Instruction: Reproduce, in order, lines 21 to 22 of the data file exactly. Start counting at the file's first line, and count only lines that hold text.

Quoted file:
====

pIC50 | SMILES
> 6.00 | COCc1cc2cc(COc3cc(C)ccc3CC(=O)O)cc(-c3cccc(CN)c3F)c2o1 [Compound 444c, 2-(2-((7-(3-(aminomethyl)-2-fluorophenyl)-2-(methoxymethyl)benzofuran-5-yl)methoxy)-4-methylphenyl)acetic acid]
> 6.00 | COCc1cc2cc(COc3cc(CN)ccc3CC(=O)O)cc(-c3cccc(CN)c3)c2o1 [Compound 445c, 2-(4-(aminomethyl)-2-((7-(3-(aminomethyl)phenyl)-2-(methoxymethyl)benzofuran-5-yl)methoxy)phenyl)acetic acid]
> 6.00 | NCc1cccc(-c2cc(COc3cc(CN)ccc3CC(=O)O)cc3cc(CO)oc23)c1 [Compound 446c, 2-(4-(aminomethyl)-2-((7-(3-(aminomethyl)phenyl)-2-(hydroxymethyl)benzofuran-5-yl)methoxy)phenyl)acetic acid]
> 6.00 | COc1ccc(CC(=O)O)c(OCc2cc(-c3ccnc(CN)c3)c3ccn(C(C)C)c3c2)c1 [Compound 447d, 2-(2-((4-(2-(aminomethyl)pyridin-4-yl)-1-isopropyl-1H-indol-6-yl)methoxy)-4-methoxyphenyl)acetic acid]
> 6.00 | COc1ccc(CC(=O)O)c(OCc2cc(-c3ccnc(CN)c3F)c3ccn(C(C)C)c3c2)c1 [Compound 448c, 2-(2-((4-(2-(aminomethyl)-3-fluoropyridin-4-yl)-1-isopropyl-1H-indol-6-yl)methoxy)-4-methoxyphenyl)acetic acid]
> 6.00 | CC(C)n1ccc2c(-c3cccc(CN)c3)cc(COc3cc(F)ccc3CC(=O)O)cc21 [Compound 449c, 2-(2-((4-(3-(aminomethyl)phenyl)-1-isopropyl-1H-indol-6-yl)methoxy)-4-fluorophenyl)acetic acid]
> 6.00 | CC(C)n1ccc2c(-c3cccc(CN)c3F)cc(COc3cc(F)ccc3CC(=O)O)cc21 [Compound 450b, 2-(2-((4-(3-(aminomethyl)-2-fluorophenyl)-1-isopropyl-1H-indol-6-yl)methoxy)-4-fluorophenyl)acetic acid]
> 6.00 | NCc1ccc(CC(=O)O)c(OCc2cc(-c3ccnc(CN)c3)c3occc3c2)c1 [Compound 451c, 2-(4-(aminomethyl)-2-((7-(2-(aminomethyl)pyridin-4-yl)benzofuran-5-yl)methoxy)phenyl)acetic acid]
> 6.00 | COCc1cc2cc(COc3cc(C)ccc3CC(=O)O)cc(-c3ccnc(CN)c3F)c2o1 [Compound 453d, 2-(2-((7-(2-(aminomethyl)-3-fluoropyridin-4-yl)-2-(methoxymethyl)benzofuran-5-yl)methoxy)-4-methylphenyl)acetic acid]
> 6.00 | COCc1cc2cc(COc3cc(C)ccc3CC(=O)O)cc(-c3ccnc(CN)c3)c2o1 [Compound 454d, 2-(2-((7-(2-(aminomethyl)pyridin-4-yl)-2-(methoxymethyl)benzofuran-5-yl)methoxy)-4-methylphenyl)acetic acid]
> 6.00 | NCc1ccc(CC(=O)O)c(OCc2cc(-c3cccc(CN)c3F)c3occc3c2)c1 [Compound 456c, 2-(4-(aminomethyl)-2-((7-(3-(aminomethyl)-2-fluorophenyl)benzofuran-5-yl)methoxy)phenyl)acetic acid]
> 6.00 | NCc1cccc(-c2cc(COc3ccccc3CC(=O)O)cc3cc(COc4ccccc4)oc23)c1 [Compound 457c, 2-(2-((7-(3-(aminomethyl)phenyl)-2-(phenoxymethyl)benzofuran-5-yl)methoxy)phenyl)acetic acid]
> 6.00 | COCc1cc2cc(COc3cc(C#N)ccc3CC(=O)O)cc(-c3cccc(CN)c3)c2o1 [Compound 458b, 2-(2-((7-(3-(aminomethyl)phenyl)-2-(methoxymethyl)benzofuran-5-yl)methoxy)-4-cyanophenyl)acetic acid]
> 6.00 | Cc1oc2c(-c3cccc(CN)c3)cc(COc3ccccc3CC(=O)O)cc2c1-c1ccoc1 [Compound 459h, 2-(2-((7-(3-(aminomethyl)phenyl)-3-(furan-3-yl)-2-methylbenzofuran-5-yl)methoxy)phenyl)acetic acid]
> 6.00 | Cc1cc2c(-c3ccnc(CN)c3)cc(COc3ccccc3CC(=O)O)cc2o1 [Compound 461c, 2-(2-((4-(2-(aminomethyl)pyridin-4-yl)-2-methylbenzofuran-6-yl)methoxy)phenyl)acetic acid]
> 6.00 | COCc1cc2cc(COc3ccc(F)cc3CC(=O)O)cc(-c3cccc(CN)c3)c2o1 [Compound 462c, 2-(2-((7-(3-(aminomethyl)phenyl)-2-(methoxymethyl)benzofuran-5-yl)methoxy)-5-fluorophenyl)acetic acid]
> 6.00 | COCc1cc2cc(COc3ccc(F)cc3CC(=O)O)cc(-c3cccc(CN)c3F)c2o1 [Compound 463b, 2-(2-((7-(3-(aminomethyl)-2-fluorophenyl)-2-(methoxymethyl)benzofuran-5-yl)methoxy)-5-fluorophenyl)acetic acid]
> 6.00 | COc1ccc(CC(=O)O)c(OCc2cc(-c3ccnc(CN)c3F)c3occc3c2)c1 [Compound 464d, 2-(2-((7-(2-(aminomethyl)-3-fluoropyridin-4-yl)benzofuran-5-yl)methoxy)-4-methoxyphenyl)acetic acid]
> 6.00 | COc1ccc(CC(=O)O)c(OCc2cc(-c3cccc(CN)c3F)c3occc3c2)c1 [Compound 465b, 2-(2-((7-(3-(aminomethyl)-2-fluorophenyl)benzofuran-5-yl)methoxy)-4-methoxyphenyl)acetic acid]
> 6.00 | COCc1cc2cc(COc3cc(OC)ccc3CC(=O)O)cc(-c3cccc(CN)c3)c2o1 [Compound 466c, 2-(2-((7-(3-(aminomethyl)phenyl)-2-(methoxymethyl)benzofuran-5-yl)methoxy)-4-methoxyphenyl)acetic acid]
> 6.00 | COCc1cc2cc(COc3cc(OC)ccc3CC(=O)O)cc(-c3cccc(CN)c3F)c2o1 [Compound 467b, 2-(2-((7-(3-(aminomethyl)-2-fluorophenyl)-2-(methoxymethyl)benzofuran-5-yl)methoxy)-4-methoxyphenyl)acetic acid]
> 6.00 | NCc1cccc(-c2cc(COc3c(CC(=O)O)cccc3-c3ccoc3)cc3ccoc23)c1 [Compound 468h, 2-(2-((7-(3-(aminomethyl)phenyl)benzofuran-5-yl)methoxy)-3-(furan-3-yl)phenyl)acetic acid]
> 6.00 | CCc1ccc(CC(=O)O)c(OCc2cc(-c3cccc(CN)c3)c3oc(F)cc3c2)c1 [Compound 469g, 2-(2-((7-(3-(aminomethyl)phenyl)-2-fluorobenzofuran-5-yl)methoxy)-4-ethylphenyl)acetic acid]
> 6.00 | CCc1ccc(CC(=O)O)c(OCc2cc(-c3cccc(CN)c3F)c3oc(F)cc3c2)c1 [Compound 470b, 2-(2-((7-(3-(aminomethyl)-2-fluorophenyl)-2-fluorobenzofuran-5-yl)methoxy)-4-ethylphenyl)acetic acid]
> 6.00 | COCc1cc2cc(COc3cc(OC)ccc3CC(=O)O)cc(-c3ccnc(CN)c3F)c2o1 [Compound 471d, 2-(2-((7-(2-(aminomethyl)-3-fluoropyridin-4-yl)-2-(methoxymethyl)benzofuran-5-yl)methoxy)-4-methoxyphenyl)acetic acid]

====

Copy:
> 6.00 | COCc1cc2cc(COc3cc(OC)ccc3CC(=O)O)cc(-c3cccc(CN)c3)c2o1 [Compound 466c, 2-(2-((7-(3-(aminomethyl)phenyl)-2-(methoxymethyl)benzofuran-5-yl)methoxy)-4-methoxyphenyl)acetic acid]
> 6.00 | COCc1cc2cc(COc3cc(OC)ccc3CC(=O)O)cc(-c3cccc(CN)c3F)c2o1 [Compound 467b, 2-(2-((7-(3-(aminomethyl)-2-fluorophenyl)-2-(methoxymethyl)benzofuran-5-yl)methoxy)-4-methoxyphenyl)acetic acid]